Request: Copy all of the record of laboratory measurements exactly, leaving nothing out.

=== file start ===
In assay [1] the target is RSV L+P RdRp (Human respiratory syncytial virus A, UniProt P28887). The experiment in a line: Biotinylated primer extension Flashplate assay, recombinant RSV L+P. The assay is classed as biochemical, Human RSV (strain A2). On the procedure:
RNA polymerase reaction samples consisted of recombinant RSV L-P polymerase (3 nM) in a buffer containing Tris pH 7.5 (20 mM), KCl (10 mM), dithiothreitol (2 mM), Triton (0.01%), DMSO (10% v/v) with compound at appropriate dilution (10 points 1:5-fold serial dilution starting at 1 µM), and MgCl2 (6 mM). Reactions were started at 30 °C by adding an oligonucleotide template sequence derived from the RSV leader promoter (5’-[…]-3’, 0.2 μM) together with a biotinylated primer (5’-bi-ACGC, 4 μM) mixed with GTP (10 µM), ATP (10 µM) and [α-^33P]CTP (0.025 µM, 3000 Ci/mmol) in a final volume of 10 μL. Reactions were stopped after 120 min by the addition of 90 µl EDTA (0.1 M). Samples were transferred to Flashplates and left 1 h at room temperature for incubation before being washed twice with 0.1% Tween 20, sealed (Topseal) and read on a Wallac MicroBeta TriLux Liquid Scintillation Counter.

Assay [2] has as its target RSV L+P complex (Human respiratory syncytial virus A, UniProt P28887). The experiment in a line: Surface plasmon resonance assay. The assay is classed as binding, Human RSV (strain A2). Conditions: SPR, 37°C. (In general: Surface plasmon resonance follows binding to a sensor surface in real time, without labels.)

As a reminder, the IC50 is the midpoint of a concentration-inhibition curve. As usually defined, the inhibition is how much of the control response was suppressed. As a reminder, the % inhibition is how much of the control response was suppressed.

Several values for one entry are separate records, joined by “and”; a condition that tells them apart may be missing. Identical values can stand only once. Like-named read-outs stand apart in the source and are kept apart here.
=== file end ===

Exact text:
In assay [1] the target is RSV L+P RdRp (Human respiratory syncytial virus A, UniProt P28887). The experiment in a line: Biotinylated primer extension Flashplate assay, recombinant RSV L+P. The assay is classed as biochemical, Human RSV (strain A2). On the procedure:
RNA polymerase reaction samples consisted of recombinant RSV L-P polymerase (3 nM) in a buffer containing Tris pH 7.5 (20 mM), KCl (10 mM), dithiothreitol (2 mM), Triton (0.01%), DMSO (10% v/v) with compound at appropriate dilution (10 points 1:5-fold serial dilution starting at 1 µM), and MgCl2 (6 mM). Reactions were started at 30 °C by adding an oligonucleotide template sequence derived from the RSV leader promoter (5’-[…]-3’, 0.2 μM) together with a biotinylated primer (5’-bi-ACGC, 4 μM) mixed with GTP (10 µM), ATP (10 µM) and [α-^33P]CTP (0.025 µM, 3000 Ci/mmol) in a final volume of 10 μL. Reactions were stopped after 120 min by the addition of 90 µl EDTA (0.1 M). Samples were transferred to Flashplates and left 1 h at room temperature for incubation before being washed twice with 0.1% Tween 20, sealed (Topseal) and read on a Wallac MicroBeta TriLux Liquid Scintillation Counter.

Assay [2] has as its target RSV L+P complex (Human respiratory syncytial virus A, UniProt P28887). The experiment in a line: Surface plasmon resonance assay. The assay is classed as binding, Human RSV (strain A2). Conditions: SPR, 37°C. (In general: Surface plasmon resonance follows binding to a sensor surface in real time, without labels.)

As a reminder, the IC50 is the midpoint of a concentration-inhibition curve. As usually defined, the inhibition is how much of the control response was suppressed. As a reminder, the % inhibition is how much of the control response was suppressed.

Several values for one entry are separate records, joined by “and”; a condition that tells them apart may be missing. Identical values can stand only once. Like-named read-outs stand apart in the source and are kept apart here.